Standing Joint Committees
Since a joint committee exists only by order of both Houses, the powers provided to it by the House of Commons can be exercised by the committee only if it is similarly empowered by the Senate.
Unlike the Standing Orders of the House of Commons,230 the Rules of the Senate prohibit committees from meeting during a sitting of the Senate and impose certain requirements on meeting when the Upper House is adjourned for more than a week.231 The Rules of the Senate do not provide its committees with the power to hold joint meetings with other standing committees.
Various other powers, however, are conferred by both the Senate and the House of Commons and may be fully exercised by standing joint committees: the power to examine and inquire;232 the power to send for persons, papers and records; the power to print papers and evidence; the power to report;233 and the power to establish subcommittees.234 Although the Rules of the Senate do not specifically provide for this, the Upper House, in practice, does allow its committees to append to their reports “comments” from some members.235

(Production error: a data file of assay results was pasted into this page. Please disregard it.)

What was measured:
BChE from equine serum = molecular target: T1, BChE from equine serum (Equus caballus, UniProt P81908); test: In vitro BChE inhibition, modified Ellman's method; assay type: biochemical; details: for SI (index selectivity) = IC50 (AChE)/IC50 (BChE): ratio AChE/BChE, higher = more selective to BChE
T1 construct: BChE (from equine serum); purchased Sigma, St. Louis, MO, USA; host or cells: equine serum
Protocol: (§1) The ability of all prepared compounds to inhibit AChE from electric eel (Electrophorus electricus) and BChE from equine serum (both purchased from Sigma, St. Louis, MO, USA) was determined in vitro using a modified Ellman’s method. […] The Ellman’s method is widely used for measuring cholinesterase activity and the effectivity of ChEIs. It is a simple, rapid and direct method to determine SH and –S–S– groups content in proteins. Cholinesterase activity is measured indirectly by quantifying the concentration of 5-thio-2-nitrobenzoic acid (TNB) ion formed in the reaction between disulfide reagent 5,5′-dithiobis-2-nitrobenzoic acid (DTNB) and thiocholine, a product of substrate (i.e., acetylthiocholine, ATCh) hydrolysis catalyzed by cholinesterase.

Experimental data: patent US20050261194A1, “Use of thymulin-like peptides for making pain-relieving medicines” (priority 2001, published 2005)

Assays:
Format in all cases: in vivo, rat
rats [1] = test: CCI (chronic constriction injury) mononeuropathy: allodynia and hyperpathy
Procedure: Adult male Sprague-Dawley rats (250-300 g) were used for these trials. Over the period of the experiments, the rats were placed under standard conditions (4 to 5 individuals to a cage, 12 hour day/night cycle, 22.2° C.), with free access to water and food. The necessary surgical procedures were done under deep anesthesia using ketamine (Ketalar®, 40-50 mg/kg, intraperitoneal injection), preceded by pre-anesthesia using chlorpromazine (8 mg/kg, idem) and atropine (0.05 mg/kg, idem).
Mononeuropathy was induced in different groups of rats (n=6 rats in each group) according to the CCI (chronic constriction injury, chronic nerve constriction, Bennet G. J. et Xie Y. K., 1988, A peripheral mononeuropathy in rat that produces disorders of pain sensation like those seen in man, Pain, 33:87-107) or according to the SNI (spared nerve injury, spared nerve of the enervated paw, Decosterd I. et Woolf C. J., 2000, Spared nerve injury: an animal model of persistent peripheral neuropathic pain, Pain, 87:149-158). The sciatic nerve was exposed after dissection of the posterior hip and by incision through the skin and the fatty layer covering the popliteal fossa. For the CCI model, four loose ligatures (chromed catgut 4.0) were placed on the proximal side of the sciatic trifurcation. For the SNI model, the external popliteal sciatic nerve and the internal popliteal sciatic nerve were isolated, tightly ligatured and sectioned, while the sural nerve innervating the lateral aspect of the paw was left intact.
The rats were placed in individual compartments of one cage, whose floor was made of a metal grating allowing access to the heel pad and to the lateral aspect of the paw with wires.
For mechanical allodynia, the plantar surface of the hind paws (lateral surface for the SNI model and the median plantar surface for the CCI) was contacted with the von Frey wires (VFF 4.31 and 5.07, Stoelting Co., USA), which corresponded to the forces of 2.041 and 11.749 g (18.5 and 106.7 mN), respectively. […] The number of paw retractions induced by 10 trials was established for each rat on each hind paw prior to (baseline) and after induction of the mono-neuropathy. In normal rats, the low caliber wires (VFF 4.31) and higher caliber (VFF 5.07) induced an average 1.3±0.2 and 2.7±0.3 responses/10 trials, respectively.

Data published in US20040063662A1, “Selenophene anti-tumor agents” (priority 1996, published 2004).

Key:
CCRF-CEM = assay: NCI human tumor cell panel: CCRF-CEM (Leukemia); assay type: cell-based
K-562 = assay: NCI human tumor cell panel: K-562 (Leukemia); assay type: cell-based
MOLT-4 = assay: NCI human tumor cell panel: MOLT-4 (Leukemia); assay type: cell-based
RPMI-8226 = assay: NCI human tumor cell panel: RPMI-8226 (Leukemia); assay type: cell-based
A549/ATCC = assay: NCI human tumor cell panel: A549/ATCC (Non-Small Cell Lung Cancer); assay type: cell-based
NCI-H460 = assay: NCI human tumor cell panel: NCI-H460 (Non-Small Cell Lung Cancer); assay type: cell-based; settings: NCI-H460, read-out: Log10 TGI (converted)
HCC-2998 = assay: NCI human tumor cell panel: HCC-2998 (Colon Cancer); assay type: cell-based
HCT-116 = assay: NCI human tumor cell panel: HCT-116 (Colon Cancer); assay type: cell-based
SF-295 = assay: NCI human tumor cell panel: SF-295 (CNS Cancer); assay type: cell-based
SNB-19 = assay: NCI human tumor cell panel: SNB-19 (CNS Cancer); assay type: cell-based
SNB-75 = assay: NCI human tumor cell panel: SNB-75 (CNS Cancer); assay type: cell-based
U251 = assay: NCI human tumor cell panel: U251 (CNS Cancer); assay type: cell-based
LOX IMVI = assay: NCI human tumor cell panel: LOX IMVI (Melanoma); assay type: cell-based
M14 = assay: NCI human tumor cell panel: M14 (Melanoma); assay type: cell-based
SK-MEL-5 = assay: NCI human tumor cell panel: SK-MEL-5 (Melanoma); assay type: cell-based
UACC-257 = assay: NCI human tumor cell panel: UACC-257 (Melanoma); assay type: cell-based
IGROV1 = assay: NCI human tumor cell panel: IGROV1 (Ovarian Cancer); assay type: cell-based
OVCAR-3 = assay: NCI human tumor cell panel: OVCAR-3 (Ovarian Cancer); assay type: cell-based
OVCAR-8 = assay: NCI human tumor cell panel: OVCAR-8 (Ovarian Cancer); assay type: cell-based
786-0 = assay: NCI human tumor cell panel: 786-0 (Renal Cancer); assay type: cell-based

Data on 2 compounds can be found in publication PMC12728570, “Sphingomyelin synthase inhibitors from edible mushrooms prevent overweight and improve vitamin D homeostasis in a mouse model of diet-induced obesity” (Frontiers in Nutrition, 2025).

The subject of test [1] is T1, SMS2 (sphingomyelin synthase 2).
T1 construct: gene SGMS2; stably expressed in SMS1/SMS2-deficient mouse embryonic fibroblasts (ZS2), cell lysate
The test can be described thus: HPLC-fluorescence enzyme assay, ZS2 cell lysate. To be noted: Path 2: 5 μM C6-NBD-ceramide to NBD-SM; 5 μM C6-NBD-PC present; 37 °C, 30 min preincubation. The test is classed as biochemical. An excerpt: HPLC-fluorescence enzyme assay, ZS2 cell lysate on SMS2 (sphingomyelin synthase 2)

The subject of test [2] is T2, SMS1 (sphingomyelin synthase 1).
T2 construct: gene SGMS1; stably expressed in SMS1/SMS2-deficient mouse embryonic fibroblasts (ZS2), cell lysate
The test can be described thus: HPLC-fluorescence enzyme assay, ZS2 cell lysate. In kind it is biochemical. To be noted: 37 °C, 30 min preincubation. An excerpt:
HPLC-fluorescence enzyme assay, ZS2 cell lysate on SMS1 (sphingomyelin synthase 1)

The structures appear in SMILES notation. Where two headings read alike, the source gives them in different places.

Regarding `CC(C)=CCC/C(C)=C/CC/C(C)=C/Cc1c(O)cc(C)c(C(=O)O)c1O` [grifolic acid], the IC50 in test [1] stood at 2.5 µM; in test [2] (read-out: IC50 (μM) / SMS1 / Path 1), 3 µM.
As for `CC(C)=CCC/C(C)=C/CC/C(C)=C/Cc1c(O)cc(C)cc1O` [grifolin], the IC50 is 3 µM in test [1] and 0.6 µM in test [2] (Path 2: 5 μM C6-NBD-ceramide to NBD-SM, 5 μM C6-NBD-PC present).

A legislative committee is empowered to examine and inquire into a bill236 referred to it and to report the same with or without amendments. It is not empowered to present a substantive report concerning the bill,237 although it may present administrative or procedural reports.238 A legislative committee may also be created to prepare and bring in a bill.239
In examining a bill, a legislative committee may send for officials of government departments, agencies and Crown corporations and other persons whom the committee deems competent in technical matters.240 It may also send for papers and records, sit while the House is sitting, sit while the House stands adjourned, and print papers and evidence.241 A legislative committee may also delegate to a subcommittee on agenda and procedure the power to schedule meetings of the committee and to send for witnesses, papers and records, subject to approval by the full committee.242 A legislative committee does not have the power to sit jointly with other parliamentary committees243 or to append dissenting or supplementary opinions or recommendations to its reports.